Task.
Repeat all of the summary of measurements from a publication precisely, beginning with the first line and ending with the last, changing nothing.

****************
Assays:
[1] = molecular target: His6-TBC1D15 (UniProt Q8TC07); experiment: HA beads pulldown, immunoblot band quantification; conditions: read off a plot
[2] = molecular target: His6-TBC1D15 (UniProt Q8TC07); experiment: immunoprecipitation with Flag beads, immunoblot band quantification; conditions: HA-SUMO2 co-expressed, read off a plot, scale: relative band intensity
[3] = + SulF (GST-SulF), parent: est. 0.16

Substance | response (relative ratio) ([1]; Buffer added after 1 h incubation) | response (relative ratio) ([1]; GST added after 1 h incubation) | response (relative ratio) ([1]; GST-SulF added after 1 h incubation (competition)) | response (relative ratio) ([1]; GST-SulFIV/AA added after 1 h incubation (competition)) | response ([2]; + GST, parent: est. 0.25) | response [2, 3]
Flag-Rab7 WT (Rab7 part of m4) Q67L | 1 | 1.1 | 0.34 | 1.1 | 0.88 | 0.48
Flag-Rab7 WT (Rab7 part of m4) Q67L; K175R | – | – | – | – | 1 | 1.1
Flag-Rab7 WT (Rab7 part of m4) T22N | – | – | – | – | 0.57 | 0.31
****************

Assays:
[1] = molecular target: His6-TBC1D15 (UniProt Q8TC07); experiment: HA beads pulldown, immunoblot band quantification; conditions: read off a plot
[2] = molecular target: His6-TBC1D15 (UniProt Q8TC07); experiment: immunoprecipitation with Flag beads, immunoblot band quantification; conditions: HA-SUMO2 co-expressed, read off a plot, scale: relative band intensity
[3] = + SulF (GST-SulF), parent: est. 0.16

Substance | response (relative ratio) ([1]; Buffer added after 1 h incubation) | response (relative ratio) ([1]; GST added after 1 h incubation) | response (relative ratio) ([1]; GST-SulF added after 1 h incubation (competition)) | response (relative ratio) ([1]; GST-SulFIV/AA added after 1 h incubation (competition)) | response ([2]; + GST, parent: est. 0.25) | response [2, 3]
Flag-Rab7 WT (Rab7 part of m4) Q67L | 1 | 1.1 | 0.34 | 1.1 | 0.88 | 0.48
Flag-Rab7 WT (Rab7 part of m4) Q67L; K175R | – | – | – | – | 1 | 1.1
Flag-Rab7 WT (Rab7 part of m4) T22N | – | – | – | – | 0.57 | 0.31